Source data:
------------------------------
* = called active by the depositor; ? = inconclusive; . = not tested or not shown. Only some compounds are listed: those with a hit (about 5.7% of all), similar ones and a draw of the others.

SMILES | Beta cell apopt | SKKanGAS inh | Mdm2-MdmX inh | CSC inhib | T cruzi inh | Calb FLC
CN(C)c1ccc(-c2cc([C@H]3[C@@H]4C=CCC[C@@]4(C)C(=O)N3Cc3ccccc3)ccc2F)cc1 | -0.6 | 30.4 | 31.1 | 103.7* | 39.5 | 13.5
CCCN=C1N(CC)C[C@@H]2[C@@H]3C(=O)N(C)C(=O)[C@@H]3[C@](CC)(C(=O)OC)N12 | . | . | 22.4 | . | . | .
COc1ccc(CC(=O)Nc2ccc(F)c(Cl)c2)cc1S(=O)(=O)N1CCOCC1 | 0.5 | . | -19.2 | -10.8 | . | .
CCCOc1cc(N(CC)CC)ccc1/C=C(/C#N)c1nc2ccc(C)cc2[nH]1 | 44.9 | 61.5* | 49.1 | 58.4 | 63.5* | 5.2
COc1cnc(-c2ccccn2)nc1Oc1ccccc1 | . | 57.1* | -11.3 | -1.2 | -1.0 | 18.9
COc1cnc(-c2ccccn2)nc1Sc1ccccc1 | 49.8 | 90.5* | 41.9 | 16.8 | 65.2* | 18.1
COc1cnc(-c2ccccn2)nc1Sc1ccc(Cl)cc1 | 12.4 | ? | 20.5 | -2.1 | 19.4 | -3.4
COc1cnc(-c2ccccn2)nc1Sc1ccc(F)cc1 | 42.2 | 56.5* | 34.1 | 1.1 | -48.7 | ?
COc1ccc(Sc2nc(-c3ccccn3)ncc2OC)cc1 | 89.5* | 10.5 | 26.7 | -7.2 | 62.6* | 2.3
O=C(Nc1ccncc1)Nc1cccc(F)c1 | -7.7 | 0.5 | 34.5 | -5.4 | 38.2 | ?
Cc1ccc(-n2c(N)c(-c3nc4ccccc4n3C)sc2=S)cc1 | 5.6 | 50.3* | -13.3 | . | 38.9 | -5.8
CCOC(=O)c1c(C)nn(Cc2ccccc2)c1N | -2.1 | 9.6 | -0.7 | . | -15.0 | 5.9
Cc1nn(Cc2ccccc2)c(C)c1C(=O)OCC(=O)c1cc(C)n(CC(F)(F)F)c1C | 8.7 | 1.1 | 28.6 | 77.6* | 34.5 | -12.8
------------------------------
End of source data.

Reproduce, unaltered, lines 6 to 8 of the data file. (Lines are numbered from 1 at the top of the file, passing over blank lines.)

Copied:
CCCOc1cc(N(CC)CC)ccc1/C=C(/C#N)c1nc2ccc(C)cc2[nH]1 | 44.9 | 61.5* | 49.1 | 58.4 | 63.5* | 5.2
COc1cnc(-c2ccccn2)nc1Oc1ccccc1 | . | 57.1* | -11.3 | -1.2 | -1.0 | 18.9
COc1cnc(-c2ccccn2)nc1Sc1ccccc1 | 49.8 | 90.5* | 41.9 | 16.8 | 65.2* | 18.1